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Former U.S. deputy assistant secretary of transportation optimistic about 2014 Sochi Olympic Games
Dr. Oliver McGee
“Terrorism is all about interrupting the flow of human activity, not just taking human life,” explains Oliver McGee.
McGee is the former United States deputy assistant secretary of transportation for technology policy (1999-2001) and former senior policy advisor in the White House Office of Science and Technology Policy. He received anti-terrorism and national security training during his time serving in the U.S. government.
McGee believes that Americans will be safe while attending the 2014 Olympic Games in Sochi despite some of the concerns about potential terrorist attacks. “While there is a higher potential for terrorist activity in nearby territories Dagestan and Chechnya, Americans are not specifically at risk,” he explains. “Most of the attacks in those areas are due to local geopolitical issues that are not geared toward Americans, but they can be harmed in the process.” He goes on to say, “Sochi will be secure, but visitors should continue to be vigilant outside of the region as well.”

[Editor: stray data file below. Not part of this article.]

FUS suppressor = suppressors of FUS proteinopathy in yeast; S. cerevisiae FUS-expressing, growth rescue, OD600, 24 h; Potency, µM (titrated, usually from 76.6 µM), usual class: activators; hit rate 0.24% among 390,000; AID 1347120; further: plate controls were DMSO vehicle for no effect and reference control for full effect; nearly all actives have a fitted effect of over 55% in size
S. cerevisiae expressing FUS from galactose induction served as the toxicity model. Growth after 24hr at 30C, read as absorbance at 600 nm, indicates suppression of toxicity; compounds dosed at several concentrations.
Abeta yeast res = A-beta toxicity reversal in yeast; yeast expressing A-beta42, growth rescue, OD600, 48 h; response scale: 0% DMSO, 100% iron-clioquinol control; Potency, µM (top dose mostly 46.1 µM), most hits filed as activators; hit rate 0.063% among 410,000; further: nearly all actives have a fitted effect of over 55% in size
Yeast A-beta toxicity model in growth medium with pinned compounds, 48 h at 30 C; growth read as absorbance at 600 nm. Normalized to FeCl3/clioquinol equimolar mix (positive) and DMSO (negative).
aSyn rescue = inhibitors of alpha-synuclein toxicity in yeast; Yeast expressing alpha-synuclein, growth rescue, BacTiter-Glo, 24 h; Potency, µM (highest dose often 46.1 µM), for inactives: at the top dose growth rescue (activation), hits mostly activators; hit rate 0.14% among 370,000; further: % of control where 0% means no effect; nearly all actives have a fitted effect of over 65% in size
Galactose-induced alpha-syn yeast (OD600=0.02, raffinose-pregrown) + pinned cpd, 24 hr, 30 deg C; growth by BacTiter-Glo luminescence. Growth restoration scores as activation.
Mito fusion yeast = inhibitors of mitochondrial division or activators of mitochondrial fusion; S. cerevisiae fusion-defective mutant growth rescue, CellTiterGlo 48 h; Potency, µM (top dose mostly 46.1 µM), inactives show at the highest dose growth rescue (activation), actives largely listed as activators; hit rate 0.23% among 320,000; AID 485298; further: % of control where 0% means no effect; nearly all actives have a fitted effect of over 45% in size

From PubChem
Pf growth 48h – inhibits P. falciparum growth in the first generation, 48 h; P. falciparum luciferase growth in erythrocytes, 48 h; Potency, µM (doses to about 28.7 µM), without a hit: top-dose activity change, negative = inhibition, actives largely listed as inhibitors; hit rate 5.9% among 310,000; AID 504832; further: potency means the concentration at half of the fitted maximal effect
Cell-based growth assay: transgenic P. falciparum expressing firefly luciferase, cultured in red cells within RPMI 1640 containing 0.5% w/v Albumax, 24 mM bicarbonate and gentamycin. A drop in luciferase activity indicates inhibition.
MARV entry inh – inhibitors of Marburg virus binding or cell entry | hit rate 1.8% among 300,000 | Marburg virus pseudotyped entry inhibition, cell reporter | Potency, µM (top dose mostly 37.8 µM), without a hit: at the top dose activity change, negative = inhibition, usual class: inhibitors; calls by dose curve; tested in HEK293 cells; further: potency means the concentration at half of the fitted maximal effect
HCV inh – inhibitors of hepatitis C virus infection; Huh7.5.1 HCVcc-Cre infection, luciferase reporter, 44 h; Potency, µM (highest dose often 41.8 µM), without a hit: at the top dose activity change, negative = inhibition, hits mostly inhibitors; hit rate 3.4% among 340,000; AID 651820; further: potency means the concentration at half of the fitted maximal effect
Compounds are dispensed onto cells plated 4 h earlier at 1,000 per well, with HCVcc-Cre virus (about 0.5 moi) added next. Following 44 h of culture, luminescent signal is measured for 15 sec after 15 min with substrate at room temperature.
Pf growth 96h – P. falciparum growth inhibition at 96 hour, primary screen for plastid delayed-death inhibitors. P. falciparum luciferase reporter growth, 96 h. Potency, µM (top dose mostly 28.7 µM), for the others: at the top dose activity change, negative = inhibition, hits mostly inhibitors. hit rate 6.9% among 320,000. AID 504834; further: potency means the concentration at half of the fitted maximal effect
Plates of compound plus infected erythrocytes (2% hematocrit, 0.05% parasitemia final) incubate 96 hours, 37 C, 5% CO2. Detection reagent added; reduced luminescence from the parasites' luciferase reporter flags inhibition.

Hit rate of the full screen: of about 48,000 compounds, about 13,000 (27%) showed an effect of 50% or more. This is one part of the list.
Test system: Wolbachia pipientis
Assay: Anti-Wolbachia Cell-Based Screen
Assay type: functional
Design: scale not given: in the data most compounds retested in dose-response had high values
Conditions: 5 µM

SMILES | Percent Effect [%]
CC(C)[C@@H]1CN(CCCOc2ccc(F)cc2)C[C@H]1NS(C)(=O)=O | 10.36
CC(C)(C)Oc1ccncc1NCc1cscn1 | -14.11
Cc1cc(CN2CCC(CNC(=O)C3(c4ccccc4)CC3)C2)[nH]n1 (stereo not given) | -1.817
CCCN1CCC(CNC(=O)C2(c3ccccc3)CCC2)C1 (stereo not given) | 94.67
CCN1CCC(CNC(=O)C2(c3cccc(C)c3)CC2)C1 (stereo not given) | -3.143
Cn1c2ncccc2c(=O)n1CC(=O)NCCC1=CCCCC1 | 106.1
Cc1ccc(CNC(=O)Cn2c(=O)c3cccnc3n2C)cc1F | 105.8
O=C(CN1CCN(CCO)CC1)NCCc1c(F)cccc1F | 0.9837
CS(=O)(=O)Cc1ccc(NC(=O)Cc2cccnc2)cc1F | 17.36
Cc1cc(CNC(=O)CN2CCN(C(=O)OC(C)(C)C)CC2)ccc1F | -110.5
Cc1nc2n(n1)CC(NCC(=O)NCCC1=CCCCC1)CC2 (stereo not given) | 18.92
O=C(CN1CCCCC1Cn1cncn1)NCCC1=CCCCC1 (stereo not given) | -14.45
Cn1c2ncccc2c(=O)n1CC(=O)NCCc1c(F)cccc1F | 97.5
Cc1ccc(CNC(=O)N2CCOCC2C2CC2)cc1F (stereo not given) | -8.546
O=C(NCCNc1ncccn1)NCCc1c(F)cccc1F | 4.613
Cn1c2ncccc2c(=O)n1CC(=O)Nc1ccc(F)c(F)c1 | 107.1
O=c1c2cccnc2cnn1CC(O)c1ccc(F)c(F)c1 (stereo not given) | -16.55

He adds that people are currently exposed to the same amount of risk at home in the U.S. as they will be in Sochi. “There is always the possibility of a terrorist attack and we all have to be very mindful in this post 9/11 era,” he explains while citing recent incidents such as the 2013 Boston Marathon bombing and the Columbia Mall shooting in Maryland. “Individual self-security is good homeland security.”
When asked if the Olympics Games should be abolished, he states that they should continue in spite of the threats. “The Olympic Games were designed to be a symbol to humanity that we can come together and display unity across all geopolitical spheres.”
McGee’s step-father, George Wilson, won a gold medal at the 1964 Tokyo Olympic Games with the U.S. basketball team. “There is something magical about watching someone win a gold medal,” he adds. “If we get rid of that, where do we get a chance to show our humanity and dedication to athletic excellence.”
McGee remains cautiously optimistic regarding the future. “Going forward, terrorist activity will be more sophisticated nuclear, biological, and chemical attacks and the weapons will be smaller, more sophisticated, and easier to build,” he says.
“Terrorism is about disorganizing society, but Americans must keep going forward as well as the rest of the world.”
McGee is a civil, aerospace, and mechanical engineer with an expertise in technology and public policy. His educational background includes a B.S. in civil engineering from the Ohio State University, an M.S. in civil engineering, and a Ph.D. in engineering mechanics and aerospace engineering. McGee is currently a professor of mechanical engineering at Howard University in Washington, D.C. He continues to work as an advisor to numerous government organizations, corporations, and nonprofit groups.